Most call it the “best loan you’ll ever get.”
That said, should graduates put their resources to find a job somewhere else? Or should they settle their student loans at every possible chance? We turned to an expert and asked what should be prioritised first.
So, is your student loan or the so-called HELP debt really the best one you’ll get? A Business School lecturer from Griffith University concurs because of its low interest rate and high payback income threshold.
“HELP is known as an income-contingent loan, meaning repayments are only collected once your income meets a threshold — currently $55,874 per annum in 2017-18,” remarked Tracey West.
“The current repayment rate is 4 per cent of taxable income on this lower threshold, and rises by income bands to 8 per cent above $103,766 per annum, and the employer withholds this repayment alongside withholding tax.
“The value of the student debt is indexed to the CPI [Consumer Price Index] each year, which was 2.1 per cent in March 2017. Thus, based on these factors, HELP is the ‘best loan you’ll ever get,” West added.
But what if you have other debts? What should you settle first? West suggests allocating more of your funds to paying those other debts first.
“Absolutely, a person should repay a car loan, credit card, home loan, or other debt that has higher interest rates because it compounds more quickly over time, and because their behaviour in loan repayment [or lack thereof] will impact their credit rating,” explained West.
And taking into consideration the fact that Australia’s household debt is already the world’s highest, it is not a terrible idea to start paying those down right away.
Will the way student loans work ever change?
It quite possibly could, if the Federal Government gets its way.
“Two major changes [include] reducing the repayment threshold to $42,000, with a reduction in the repayment rate to 3 per cent, and to change the indexation to be linked to the bond rate [of government borrowing] rather than CPI,” West stated.
“This means debt holders will start repayments earlier and the debt will compound faster.”
A spokesman for the Federal Education Department was quoted as saying that the reduction in the repayment rate would be 1% and the Government, “has not proposed applying the bond rate in the legislation currently before the Parliament.”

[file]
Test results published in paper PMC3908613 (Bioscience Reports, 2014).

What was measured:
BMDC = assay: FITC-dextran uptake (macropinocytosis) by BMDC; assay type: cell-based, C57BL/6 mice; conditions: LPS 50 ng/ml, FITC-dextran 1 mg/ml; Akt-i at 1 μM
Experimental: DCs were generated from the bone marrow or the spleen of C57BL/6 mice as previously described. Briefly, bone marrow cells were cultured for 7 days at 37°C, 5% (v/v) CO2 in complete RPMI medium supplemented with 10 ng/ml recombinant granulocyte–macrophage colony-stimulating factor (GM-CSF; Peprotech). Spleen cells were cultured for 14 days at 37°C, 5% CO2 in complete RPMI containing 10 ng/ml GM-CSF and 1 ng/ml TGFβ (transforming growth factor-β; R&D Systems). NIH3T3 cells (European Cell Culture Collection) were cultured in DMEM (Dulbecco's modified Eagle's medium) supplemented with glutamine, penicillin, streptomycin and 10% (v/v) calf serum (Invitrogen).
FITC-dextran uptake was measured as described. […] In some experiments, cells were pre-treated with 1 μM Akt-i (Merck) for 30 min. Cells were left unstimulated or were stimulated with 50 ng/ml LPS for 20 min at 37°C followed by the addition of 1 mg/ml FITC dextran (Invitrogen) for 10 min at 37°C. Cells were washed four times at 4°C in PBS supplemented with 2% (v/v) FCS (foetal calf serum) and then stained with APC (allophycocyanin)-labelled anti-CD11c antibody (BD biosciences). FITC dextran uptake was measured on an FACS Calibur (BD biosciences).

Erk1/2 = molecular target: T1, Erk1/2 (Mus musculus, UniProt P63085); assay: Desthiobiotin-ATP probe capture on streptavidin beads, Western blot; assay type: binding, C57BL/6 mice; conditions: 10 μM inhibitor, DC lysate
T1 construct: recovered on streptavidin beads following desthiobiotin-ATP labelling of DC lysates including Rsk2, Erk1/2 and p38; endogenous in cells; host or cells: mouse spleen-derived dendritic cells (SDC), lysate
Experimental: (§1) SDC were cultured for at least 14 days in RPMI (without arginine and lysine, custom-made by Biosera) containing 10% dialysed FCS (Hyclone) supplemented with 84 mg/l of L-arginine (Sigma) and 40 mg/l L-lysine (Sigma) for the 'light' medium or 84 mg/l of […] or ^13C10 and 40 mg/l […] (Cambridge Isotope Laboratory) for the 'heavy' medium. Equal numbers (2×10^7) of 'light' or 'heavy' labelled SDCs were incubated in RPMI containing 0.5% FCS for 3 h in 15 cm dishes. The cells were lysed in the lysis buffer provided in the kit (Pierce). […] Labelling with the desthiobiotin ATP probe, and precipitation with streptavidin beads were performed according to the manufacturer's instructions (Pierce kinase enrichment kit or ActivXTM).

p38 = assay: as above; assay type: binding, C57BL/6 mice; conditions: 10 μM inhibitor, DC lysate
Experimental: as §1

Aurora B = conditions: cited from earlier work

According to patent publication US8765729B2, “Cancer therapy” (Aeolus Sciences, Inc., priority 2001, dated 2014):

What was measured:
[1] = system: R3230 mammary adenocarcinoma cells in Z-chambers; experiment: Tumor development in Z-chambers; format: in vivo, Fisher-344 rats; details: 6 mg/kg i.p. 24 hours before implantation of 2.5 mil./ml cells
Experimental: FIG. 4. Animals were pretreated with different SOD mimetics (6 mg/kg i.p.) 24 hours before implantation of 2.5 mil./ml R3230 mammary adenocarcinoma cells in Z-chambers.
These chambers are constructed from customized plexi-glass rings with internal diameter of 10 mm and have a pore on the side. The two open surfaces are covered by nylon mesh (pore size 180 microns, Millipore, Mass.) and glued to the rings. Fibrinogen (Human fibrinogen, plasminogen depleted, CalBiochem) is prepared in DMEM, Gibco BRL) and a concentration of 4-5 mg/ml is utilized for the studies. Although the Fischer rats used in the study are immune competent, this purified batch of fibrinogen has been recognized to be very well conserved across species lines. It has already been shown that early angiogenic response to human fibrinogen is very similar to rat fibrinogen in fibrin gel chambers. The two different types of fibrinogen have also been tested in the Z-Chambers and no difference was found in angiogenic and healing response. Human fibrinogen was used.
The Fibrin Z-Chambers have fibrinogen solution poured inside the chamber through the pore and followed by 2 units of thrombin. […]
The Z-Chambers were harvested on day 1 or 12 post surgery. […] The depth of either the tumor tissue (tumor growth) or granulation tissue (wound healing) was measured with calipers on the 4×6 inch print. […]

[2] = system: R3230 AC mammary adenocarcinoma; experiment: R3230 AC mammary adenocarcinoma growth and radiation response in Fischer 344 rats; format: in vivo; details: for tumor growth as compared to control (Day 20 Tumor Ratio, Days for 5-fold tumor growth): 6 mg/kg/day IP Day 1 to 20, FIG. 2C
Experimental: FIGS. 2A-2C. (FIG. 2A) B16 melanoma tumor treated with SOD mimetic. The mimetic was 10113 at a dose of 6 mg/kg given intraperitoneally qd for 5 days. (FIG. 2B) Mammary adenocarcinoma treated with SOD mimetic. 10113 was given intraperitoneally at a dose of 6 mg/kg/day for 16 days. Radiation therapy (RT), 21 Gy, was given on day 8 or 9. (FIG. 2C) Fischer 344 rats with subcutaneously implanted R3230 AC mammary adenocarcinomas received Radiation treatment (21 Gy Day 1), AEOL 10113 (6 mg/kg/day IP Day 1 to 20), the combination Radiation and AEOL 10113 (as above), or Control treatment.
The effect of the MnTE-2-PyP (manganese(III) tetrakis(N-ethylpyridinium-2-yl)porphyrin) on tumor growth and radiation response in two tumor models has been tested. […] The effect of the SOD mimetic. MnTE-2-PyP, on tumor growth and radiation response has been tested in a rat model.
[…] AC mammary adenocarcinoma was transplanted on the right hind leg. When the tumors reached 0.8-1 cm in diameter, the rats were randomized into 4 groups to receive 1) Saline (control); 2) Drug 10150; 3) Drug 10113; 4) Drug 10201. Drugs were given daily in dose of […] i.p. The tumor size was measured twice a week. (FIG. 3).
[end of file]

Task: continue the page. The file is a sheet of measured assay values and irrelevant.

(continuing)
West said consensus on student debt appears to be set and forget as it takes care of itself.
“In the early career phase of an individual this approach makes a lot of sense, as acquiring other assets and lifestyle demands take priority, like a car, travelling [and] saving for a home deposit,” West said.
“However, as with other debts, the HELP debt is still compounding over time, albeit at a low rate. Thus, making voluntary contributions will help pay down the loan faster, and when paid off, wages are no longer deducted … effectively a pay rise,” she went on to say.
Does paying off your HECS early help at tax time? Not anymore.
“There are now no tax benefits associated with early repayment of HELP debt,” West conveyed.
“From January 2017, discounts on up-front contributions to the education provider and voluntary payments of $500 or more to HELP debt were discontinued.”
And West added that you also might have less idea of what you actually owe.
“The ATO ceased mailing out account statements in 2013, so many students may be unaware of their HELP debt balance.”
You may gain access to this information through the ATO’s website or through your tax accountant.
How much can you expect a HECS debt to increase if you just leave it?
“If you assume an average inflation rate of 3 per cent per annum, a HELP debt of $20,000 will accumulate to $26,900 in 10 years’ time, with no repayments,” Dr West stated.
“It is actually a project proposal that I am working on along with a financial literacy education program that is linked to students with HELP debt.”
West went as far as saying that she holds regret about not paying more of her HELP debt down earlier.
“I have first-hand experience with an accumulated HELP debt after participating in quite a few study programs, and not meeting the income repayment threshold until later in life,” West said.
“Now that I have a young family and mortgage commitments, my mind has turned to ways that I can increase my disposable income, and paying off HELP debt is one way.
“Unfortunately, it has accumulated to quite a hefty amount so it will require a concerted effort to pay it down, and I’m better off investing that extra money in the stock market.
“I have some regrets about not being conscious of the impact of student debt on my future cash flow earlier in life, and quite honestly didn’t give it much thought. ”
Missing out on payments is one of the factors that can lead to a bad credit rating. And that is something you don’t want hanging over your head as a bad credit rating can be especially damaging.